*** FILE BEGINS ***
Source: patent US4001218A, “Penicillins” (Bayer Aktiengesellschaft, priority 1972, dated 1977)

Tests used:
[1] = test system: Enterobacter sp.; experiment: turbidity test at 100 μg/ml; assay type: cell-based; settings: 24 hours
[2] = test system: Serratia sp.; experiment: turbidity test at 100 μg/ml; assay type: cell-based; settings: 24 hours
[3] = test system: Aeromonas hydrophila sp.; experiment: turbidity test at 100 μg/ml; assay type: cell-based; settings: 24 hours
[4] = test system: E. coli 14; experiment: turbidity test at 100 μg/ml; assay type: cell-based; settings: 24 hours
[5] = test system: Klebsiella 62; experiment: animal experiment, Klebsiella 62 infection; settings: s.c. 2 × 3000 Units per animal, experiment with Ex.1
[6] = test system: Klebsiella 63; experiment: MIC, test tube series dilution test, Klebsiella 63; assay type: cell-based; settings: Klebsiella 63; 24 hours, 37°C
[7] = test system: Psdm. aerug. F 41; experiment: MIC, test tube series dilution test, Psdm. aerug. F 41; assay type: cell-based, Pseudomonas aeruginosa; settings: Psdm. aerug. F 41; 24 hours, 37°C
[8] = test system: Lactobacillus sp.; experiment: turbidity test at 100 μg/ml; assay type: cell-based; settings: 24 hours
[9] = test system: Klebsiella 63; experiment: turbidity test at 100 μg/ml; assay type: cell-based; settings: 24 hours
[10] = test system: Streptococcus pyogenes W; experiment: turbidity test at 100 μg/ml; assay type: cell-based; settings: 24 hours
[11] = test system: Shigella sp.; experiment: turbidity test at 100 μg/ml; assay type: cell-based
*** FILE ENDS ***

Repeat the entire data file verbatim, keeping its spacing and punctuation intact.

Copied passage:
Source: patent US4001218A, “Penicillins” (Bayer Aktiengesellschaft, priority 1972, dated 1977)

Tests used:
[1] = test system: Enterobacter sp.; experiment: turbidity test at 100 μg/ml; assay type: cell-based; settings: 24 hours
[2] = test system: Serratia sp.; experiment: turbidity test at 100 μg/ml; assay type: cell-based; settings: 24 hours
[3] = test system: Aeromonas hydrophila sp.; experiment: turbidity test at 100 μg/ml; assay type: cell-based; settings: 24 hours
[4] = test system: E. coli 14; experiment: turbidity test at 100 μg/ml; assay type: cell-based; settings: 24 hours
[5] = test system: Klebsiella 62; experiment: animal experiment, Klebsiella 62 infection; settings: s.c. 2 × 3000 Units per animal, experiment with Ex.1
[6] = test system: Klebsiella 63; experiment: MIC, test tube series dilution test, Klebsiella 63; assay type: cell-based; settings: Klebsiella 63; 24 hours, 37°C
[7] = test system: Psdm. aerug. F 41; experiment: MIC, test tube series dilution test, Psdm. aerug. F 41; assay type: cell-based, Pseudomonas aeruginosa; settings: Psdm. aerug. F 41; 24 hours, 37°C
[8] = test system: Lactobacillus sp.; experiment: turbidity test at 100 μg/ml; assay type: cell-based; settings: 24 hours
[9] = test system: Klebsiella 63; experiment: turbidity test at 100 μg/ml; assay type: cell-based; settings: 24 hours
[10] = test system: Streptococcus pyogenes W; experiment: turbidity test at 100 μg/ml; assay type: cell-based; settings: 24 hours
[11] = test system: Shigella sp.; experiment: turbidity test at 100 μg/ml; assay type: cell-based